Transient osteoporosis of the hip: long-term outcomes in men and nonpregnant women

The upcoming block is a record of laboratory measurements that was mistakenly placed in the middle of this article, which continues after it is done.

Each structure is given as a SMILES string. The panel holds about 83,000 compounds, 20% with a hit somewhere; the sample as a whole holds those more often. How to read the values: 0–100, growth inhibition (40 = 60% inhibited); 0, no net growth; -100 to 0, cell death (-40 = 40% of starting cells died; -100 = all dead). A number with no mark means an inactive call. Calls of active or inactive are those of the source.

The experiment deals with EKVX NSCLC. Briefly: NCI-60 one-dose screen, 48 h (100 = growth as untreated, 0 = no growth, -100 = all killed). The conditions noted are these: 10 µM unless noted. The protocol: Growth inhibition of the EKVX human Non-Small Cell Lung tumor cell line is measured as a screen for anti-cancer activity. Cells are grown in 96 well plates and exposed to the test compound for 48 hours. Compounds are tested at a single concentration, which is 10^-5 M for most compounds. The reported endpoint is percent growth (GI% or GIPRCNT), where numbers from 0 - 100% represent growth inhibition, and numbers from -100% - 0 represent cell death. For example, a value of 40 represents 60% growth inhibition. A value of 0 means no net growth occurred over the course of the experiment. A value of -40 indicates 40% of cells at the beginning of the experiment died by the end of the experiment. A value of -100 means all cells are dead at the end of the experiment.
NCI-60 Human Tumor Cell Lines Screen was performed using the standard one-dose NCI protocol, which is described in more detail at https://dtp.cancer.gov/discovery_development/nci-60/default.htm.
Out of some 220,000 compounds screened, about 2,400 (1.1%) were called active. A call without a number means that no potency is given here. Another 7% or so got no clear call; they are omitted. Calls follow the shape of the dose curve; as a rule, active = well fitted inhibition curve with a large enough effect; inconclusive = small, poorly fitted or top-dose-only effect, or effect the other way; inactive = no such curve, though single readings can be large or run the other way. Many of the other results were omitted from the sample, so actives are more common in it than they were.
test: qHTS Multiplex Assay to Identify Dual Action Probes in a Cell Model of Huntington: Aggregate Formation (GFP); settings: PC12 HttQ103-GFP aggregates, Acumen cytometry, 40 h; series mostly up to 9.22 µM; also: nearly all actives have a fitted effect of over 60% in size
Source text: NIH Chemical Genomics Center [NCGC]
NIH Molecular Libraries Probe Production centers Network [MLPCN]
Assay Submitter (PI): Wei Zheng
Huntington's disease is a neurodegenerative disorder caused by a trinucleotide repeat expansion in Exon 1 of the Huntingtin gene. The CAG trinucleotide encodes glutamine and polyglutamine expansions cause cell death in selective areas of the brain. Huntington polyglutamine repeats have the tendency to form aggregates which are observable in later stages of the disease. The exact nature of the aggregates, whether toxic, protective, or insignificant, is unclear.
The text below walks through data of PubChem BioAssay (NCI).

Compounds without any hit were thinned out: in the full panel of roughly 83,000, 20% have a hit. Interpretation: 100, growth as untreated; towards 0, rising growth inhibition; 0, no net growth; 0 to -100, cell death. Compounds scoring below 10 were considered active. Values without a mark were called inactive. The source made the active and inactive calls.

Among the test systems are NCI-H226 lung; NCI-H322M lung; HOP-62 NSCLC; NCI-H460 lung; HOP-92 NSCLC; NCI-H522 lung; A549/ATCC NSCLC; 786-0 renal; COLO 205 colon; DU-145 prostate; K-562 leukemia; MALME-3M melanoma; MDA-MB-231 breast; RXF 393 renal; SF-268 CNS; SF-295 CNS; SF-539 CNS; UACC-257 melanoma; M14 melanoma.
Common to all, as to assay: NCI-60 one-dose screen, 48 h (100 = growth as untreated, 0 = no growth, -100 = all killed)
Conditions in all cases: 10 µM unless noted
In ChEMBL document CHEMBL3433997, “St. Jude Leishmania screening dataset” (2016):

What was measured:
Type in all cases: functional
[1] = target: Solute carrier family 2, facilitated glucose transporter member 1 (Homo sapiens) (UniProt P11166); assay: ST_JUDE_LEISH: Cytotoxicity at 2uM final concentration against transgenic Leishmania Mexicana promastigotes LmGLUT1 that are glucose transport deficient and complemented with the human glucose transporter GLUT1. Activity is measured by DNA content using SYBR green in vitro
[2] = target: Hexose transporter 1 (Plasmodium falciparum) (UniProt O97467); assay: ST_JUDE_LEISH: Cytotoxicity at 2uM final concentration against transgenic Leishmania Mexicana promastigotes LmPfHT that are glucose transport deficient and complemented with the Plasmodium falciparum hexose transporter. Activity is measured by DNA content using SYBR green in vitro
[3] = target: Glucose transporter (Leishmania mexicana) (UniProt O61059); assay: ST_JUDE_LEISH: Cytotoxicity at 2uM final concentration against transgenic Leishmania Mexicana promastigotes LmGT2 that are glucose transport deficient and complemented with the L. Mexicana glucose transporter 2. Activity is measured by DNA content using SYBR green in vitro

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BackgroundTransient osteoporosis of the hip (TOH) is a rare disease of unknown etiology, affecting middle-aged men, women in the third trimester of pregnancy, and rarely children, adolescents and nonpregnant women. Presenting symptoms are sudden hip pain and limp, initially with unremarkable radiographs and blood tests.MethodsForty-eight patients (54 hips) with sudden hip pain were examined. All had radiographs, technetium bone scan and MRI. Increased uptake on bone scan and bone edema in the femoral head and neck on MRI were found in all patients. Five patients diagnosed with other disease processes were excluded from the study. The remaining (37 men, 6 nonpregnant women; 49 hips) were diagnosed with TOH. All had repeated clinical and MRI investigations until resolution of symptoms. Twenty-six patients had bone density measurements (DEXA) of both hips and spine. Mean follow-up was 43 months (range, 12–106 months).ResultsSpontaneous resolution of symptoms occurred in all patients, and all were asymptomatic at final follow-up, although one patient had minor restriction of flexion. Despite the presence of crescent lines on initial MRI in 14 patients, none progressed to osteonecrosis, and crescent lines were not apparent on follow-up MRI. Excellent correlation was found between radiographic bone edema resolution and clinical improvement. DEXA measurements revealed nine men with abnormal bone density despite their relatively young ages.ConclusionTOH is a benign disease, does not progress to osteonecrosis, and should be treated conservatively. Crescent lines may initially appear on MRI only to resolve spontaneously. Other diagnoses should be investigated if pain and bone edema persist.

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